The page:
“Lament for the Makers” was a poem published as an epitaph to W. S. Merwin’s anthology Lament for the Makers and was later republished in The River Sound (1999). The poem exhibits a loose iambic tetrameter with many meter variations in couplet form. The second couplet in each stanza always rhymes with “me,” the last word in each stanza. This directly correlates with William Dunbar’s sixteenth century poem “Lament for the Makers.” Dunbar’s poem similarly consists of stanzas with two rhyming couplets and every fourth line ending in “me.” Dunbar’s last line is “Timor Mortis Conturbat me,” which roughly translates as “the fear of death troubles me.” This allusion and structure create Merwin’s poem, which laments the death of various twentieth century poets. Through the accumulation of these deaths, Merwin inevitably questions his own life and accomplishments.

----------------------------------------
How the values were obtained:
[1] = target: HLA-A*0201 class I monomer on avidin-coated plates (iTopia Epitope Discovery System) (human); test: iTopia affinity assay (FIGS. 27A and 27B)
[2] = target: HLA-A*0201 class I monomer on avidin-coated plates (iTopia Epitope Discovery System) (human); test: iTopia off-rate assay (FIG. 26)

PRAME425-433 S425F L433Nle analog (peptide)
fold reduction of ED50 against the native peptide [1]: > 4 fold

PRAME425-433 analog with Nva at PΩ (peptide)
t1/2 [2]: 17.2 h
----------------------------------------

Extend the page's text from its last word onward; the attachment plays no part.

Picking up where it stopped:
Merwin incorporates the death of each author with a reference to his life or writing. For instance, “on the rimless wheel in turn/ Eliot spun.” T. S. Eliot died on January 4, 1965, and Eliot instructed that his ashes be buried at the church of St. Michael, East Coker, England. On his plaque are the lines from Eliot’s “East Coker” in Four Quartets (1943): “In my beginning is my end [ . . . ] In my end is my beginning.” The important image employed throughout the Four Quartets is the symbol of a wheel, as in the wheel of...
(The entire section is 440 words.)